Published: Sat, December 15, 2018
Global News | By Blake Casey

Russian Orthodox church calls on United Nations for help in Ukraine

Russian Orthodox church calls on United Nations for help in Ukraine

Ukrainian Orthodox leaders on Saturday approved the creation of a unified church independent of the Moscow Patriarchate and elected a leader to head the new church, officials said.

Ukrainian President Petro Poroshenko confirmed the decision following a historic synod at Kyiv's Saint Sophia Cathedral when the country's Orthodox Council voted to establish the independent church.

Some voiced fears that authorities will seize churches from the communities under the Moscow patriarchate and give them to the new church. He stressed that the new church's doors would be open to all, and encouraged Ukrainians to rally behind it.

Ukrainian President Petro Poroshenko, who has made the creation of a new church a key campaign issue, attended the synod as a non-voting observer.

The "independent" status of the church, desired by senior Ukrainian officials, has turned out to be much less impressive than initially advertised.

"The question of autocephaly is a question of Ukrainian national security", Poroshenko had told the council earlier.

"The state has no right to interfere with church affairs".

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The newly formed community is now expected to receive independence from the Ecumenical Patriarchate of Constantinople, the Istanbul-based institution considered the so-called "first among equals" of leaders of the world's Orthodox Churches. "We are breaking the chains that tie us to the (Russian) empire".

Ukrainian President Petro Poroshenko was present at the historic synod as it created a new Ukrainian Orthodox church independent from Russian Federation. Russian Federation complains that priests loyal to its branch of the church are being harassed by the SBU.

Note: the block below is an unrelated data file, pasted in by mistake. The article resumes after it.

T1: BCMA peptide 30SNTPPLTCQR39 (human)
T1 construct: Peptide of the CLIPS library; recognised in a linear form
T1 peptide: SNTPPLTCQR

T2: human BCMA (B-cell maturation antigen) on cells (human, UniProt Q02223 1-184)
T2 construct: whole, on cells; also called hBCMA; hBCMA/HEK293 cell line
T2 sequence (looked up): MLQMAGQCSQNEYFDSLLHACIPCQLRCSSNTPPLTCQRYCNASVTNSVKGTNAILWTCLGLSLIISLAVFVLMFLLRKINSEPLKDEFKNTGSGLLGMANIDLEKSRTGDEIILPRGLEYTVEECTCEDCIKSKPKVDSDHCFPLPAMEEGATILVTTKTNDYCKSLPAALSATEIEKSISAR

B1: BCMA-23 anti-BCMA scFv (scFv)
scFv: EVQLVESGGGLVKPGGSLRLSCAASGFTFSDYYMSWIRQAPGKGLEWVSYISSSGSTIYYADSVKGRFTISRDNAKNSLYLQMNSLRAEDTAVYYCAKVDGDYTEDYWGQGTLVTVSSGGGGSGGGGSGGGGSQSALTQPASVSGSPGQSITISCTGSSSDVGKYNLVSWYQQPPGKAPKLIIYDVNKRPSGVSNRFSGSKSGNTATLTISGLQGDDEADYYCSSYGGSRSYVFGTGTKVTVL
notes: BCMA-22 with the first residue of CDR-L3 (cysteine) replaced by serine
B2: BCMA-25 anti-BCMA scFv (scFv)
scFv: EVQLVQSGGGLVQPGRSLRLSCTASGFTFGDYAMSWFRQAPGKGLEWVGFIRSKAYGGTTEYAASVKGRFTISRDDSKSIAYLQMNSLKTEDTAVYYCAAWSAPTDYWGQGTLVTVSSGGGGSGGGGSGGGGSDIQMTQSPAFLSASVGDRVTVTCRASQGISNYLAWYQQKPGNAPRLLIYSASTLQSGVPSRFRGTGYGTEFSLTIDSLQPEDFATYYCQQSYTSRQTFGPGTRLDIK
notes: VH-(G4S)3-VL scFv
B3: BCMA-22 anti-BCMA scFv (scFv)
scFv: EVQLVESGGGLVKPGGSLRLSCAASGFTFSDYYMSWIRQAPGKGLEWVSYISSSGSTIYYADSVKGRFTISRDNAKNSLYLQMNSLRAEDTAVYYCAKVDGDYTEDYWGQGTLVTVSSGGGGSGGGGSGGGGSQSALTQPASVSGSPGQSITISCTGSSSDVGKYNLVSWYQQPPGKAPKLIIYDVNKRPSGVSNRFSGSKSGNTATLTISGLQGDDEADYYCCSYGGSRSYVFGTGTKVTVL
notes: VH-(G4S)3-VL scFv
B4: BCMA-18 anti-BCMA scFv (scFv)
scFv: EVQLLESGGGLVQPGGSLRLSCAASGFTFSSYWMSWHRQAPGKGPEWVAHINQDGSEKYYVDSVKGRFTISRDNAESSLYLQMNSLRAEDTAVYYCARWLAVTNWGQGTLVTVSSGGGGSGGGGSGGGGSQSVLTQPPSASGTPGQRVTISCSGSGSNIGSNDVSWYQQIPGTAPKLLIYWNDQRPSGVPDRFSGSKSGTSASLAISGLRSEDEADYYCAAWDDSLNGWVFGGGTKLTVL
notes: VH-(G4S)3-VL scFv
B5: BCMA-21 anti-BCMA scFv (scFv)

The meeting was dominated by the Ukrainian Orthodox Church of the Kiev Patriarchate, the country's largest branch by number of believers. The head of the Church, Kiev Metropolitan Bishop Onufriy, returned his "invitation" (effectively an ultimatum) back to the sender.

In a statement issued on December 14, the Russian Orthodox Church said Patriarch Kirill has sent a letter to the UN Secretary-General Antonio Guterres, Thomas Greminger, the secretary-general of the Organization for Security and Cooperation in Europe (OSCE), German Chancellor Angela Merkel, French President Emmanuel Macron, Pope Francis, and other spiritual leaders, urging them to help protect believers and their faith in Ukraine. The agency also has summoned dozens of priests in for questioning.

Ukraine's SBU security service warned this week that Russian Federation was planning to stage "provocations" in the country as the clerics were meeting.

Moscow has also been widely accused of backing pro-Russian separatists battling the Ukrainian military in eastern Ukraine, a conflict that has killed 10,000 people, according to United Nations estimates.

While Ukraine boasts two other self-styled Orthodox "churches", one of which even has its own self-proclaimed "patriarch", any sort of unification council with the majority of schismatics in attendance would effectively be void, experts have repeatedly warned.

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